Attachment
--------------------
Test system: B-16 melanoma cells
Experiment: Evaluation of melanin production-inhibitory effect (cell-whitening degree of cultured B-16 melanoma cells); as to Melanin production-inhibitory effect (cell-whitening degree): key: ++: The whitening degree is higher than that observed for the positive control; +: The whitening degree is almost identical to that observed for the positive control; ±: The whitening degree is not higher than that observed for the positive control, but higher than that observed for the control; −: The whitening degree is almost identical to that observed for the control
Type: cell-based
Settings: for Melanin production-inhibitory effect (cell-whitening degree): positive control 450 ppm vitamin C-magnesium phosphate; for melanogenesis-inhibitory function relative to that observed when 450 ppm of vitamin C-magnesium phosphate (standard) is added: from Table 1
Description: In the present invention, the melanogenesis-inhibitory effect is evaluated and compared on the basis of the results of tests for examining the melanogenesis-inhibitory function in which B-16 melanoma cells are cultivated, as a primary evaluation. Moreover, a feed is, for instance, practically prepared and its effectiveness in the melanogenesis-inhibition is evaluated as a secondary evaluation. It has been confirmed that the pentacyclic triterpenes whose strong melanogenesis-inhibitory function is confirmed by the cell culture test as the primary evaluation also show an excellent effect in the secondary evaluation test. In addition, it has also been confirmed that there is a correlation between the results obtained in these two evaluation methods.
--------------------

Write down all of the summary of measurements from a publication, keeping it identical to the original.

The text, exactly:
Test system: B-16 melanoma cells
Experiment: Evaluation of melanin production-inhibitory effect (cell-whitening degree of cultured B-16 melanoma cells); as to Melanin production-inhibitory effect (cell-whitening degree): key: ++: The whitening degree is higher than that observed for the positive control; +: The whitening degree is almost identical to that observed for the positive control; ±: The whitening degree is not higher than that observed for the positive control, but higher than that observed for the control; −: The whitening degree is almost identical to that observed for the control
Type: cell-based
Settings: for Melanin production-inhibitory effect (cell-whitening degree): positive control 450 ppm vitamin C-magnesium phosphate; for melanogenesis-inhibitory function relative to that observed when 450 ppm of vitamin C-magnesium phosphate (standard) is added: from Table 1
Description: In the present invention, the melanogenesis-inhibitory effect is evaluated and compared on the basis of the results of tests for examining the melanogenesis-inhibitory function in which B-16 melanoma cells are cultivated, as a primary evaluation. Moreover, a feed is, for instance, practically prepared and its effectiveness in the melanogenesis-inhibition is evaluated as a secondary evaluation. It has been confirmed that the pentacyclic triterpenes whose strong melanogenesis-inhibitory function is confirmed by the cell culture test as the primary evaluation also show an excellent effect in the secondary evaluation test. In addition, it has also been confirmed that there is a correlation between the results obtained in these two evaluation methods.